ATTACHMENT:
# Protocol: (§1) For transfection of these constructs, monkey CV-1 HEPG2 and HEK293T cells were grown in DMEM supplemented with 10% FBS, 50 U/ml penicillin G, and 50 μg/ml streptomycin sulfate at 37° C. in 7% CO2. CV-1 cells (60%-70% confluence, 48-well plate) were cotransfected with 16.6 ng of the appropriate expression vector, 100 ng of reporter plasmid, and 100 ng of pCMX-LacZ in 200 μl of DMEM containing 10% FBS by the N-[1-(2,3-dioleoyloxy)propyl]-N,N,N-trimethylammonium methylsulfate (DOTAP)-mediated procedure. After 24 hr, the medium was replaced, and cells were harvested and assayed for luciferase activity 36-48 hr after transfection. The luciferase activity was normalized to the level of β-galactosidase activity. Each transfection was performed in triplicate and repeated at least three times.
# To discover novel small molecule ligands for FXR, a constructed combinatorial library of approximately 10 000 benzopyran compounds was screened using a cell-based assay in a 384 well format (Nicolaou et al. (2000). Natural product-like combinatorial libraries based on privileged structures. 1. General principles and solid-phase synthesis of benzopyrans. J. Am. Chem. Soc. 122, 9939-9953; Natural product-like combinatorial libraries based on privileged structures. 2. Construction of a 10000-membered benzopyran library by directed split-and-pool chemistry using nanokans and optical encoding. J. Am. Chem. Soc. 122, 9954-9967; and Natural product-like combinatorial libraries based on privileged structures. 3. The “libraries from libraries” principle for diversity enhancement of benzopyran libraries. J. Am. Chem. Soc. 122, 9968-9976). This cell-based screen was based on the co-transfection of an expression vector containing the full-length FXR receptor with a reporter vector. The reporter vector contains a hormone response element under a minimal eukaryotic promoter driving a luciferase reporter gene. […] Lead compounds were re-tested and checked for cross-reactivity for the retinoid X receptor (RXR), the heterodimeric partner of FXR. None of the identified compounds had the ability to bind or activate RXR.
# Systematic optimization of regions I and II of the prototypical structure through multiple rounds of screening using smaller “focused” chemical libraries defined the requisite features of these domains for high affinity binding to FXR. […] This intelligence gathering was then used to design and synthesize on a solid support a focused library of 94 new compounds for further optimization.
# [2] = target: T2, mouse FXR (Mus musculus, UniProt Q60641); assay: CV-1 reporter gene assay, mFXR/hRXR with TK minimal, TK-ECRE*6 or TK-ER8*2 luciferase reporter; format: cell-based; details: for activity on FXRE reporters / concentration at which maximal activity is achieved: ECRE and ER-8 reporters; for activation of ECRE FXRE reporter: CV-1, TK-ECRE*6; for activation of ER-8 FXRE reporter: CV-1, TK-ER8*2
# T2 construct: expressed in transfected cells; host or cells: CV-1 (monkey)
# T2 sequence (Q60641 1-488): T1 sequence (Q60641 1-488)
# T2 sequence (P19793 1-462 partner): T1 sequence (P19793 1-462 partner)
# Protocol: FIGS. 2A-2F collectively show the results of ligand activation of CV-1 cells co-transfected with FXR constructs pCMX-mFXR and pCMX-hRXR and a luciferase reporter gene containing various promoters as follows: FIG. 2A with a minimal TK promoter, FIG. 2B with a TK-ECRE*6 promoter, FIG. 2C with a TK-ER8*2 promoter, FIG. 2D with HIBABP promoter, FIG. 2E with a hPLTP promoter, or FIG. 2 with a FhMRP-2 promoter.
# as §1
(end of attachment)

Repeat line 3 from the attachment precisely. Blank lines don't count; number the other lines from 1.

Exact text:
# Systematic optimization of regions I and II of the prototypical structure through multiple rounds of screening using smaller “focused” chemical libraries defined the requisite features of these domains for high affinity binding to FXR. […] This intelligence gathering was then used to design and synthesize on a solid support a focused library of 94 new compounds for further optimization.